EMR: Even More Ridiculous
A recent blog by physician-blogger Kevin Pho brought up the subject of electronic medical records or EMRs. It got 55 comments. People, there is alot of frustration out there, I’ll tell you for free.
Let’s start with the perspective of you, the patient. When you go to your doctors office, does your doctor sit and talk to you, examine you, look you in the eye? Or is he typing on a laptop? When I go to the preoperative area of the hospital, all the nurses and doctors are staring at computer screens, even while they’re talking to you. Do you mind this? Even my own pediatrician does it, though I have to say she does it in the most unobtrusive way possible. On the other hand, all your information is there and you don’t have to remember when you last had a pap smear and the doctor doesn’t have to dig through 500 pieces of paper to find out the information. If you have an emergency and go to the ER, theoretically your information should be in the computer system if you can’t communicate yourself. My institution has a computer system that is incompatible with the system at the hospital right across the street. Better or worse?
The perspective of the doctor: we hate it. It’s theoretically a great idea to have all the data about you the patient in one place where it’s easily accessible and readable. But guess who has to physically type in all that information? Me. Attempts to relieve me of this burden have been attempted in the form of paid and trained scribes with mixed results at best. Other solutions include having the nurse do all the data entry, which sucks just as much for her and is not what she signed up for either. In my institution all the data she enters has to be re-entered by me anyway.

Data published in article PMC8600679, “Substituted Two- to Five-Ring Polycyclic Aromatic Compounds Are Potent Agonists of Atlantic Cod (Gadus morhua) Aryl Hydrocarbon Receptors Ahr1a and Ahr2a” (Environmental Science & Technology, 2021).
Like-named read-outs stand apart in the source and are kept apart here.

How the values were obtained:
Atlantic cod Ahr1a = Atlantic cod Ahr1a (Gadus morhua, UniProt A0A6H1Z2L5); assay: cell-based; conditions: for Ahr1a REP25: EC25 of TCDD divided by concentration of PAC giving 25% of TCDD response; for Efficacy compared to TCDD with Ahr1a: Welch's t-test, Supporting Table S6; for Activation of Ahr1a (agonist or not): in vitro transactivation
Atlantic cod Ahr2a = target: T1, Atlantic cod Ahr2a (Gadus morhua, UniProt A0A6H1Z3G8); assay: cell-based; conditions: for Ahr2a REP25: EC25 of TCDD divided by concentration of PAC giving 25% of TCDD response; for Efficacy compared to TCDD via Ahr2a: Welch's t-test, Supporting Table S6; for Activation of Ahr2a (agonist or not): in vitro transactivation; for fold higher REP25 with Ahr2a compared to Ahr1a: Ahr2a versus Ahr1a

Click boxes and checklists make it a little easier, but on the other hand click boxes are easy and it’s not a stretch to imagine someone clicking boxes just to have done with it. This is especially true since there are so many regulations on what you have to document that half the click boxes concern things that I as the doctor and/or you as the patient generally don’t care about. For instance: in my institution a nurse is required to ask about your shirt neck size if you are a man, and document it in her record. Why? Somebody got a bee in their bonnet about sleep apnea and now everyone gets screened for it, and neck size is one of the risk factors for sleep apnea. The nurse doesn’t care about your neck size. Your surgeon doesn’t. Even your anesthesiologist doesn’t be cause she can take one look at you and tell if you have sleep apnea or not.
The perspective of the government: LOVE IT! All that juicy data just sitting there ready to be mined for trends and laws and quality indicators and stuff like that. That’s why the government has been throwing money at the tech companies to make these systems.
The perspective of the insurance companies: LOVE IT! All that juicy data just sitting there ready to be mined for money. Or the saving of it. Theoretically, EMRs are supposed to save money. I’m not sure why, but maybe billing is easier, maybe less repeat tests are ordered because people can’t find the results or they’re not accessible, maybe better communication saves hospital days. I don’t know. I’m skeptical.